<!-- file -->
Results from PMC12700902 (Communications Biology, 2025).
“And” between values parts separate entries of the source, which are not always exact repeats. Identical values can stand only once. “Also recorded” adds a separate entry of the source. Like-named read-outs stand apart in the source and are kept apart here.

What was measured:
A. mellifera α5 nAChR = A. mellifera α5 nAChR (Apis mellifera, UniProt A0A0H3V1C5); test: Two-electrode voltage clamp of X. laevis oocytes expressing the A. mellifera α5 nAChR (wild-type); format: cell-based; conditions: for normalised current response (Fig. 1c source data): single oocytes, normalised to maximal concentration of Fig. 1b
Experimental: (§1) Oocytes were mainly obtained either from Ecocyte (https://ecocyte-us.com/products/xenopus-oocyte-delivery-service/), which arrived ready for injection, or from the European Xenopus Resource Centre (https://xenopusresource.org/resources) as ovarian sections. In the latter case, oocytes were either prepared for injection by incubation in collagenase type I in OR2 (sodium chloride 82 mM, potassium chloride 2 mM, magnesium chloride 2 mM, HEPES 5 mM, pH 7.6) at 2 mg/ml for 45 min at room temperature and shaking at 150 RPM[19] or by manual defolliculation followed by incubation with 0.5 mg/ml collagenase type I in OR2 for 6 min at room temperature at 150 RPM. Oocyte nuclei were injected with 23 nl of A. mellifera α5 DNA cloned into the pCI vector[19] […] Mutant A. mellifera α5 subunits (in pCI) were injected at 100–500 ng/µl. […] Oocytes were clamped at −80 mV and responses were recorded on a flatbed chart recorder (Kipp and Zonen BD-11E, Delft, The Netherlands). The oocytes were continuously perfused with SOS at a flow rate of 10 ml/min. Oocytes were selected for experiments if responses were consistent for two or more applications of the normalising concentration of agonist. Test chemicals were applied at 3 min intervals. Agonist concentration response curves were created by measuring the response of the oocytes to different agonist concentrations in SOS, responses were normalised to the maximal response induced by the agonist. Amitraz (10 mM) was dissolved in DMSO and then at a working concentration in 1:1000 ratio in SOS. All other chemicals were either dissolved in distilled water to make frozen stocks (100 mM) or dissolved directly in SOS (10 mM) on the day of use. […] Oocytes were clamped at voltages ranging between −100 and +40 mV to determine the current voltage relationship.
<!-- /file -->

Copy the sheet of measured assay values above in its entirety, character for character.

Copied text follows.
Results from PMC12700902 (Communications Biology, 2025).
“And” between values parts separate entries of the source, which are not always exact repeats. Identical values can stand only once. “Also recorded” adds a separate entry of the source. Like-named read-outs stand apart in the source and are kept apart here.

What was measured:
A. mellifera α5 nAChR = A. mellifera α5 nAChR (Apis mellifera, UniProt A0A0H3V1C5); test: Two-electrode voltage clamp of X. laevis oocytes expressing the A. mellifera α5 nAChR (wild-type); format: cell-based; conditions: for normalised current response (Fig. 1c source data): single oocytes, normalised to maximal concentration of Fig. 1b
Experimental: (§1) Oocytes were mainly obtained either from Ecocyte (https://ecocyte-us.com/products/xenopus-oocyte-delivery-service/), which arrived ready for injection, or from the European Xenopus Resource Centre (https://xenopusresource.org/resources) as ovarian sections. In the latter case, oocytes were either prepared for injection by incubation in collagenase type I in OR2 (sodium chloride 82 mM, potassium chloride 2 mM, magnesium chloride 2 mM, HEPES 5 mM, pH 7.6) at 2 mg/ml for 45 min at room temperature and shaking at 150 RPM[19] or by manual defolliculation followed by incubation with 0.5 mg/ml collagenase type I in OR2 for 6 min at room temperature at 150 RPM. Oocyte nuclei were injected with 23 nl of A. mellifera α5 DNA cloned into the pCI vector[19] […] Mutant A. mellifera α5 subunits (in pCI) were injected at 100–500 ng/µl. […] Oocytes were clamped at −80 mV and responses were recorded on a flatbed chart recorder (Kipp and Zonen BD-11E, Delft, The Netherlands). The oocytes were continuously perfused with SOS at a flow rate of 10 ml/min. Oocytes were selected for experiments if responses were consistent for two or more applications of the normalising concentration of agonist. Test chemicals were applied at 3 min intervals. Agonist concentration response curves were created by measuring the response of the oocytes to different agonist concentrations in SOS, responses were normalised to the maximal response induced by the agonist. Amitraz (10 mM) was dissolved in DMSO and then at a working concentration in 1:1000 ratio in SOS. All other chemicals were either dissolved in distilled water to make frozen stocks (100 mM) or dissolved directly in SOS (10 mM) on the day of use. […] Oocytes were clamped at voltages ranging between −100 and +40 mV to determine the current voltage relationship.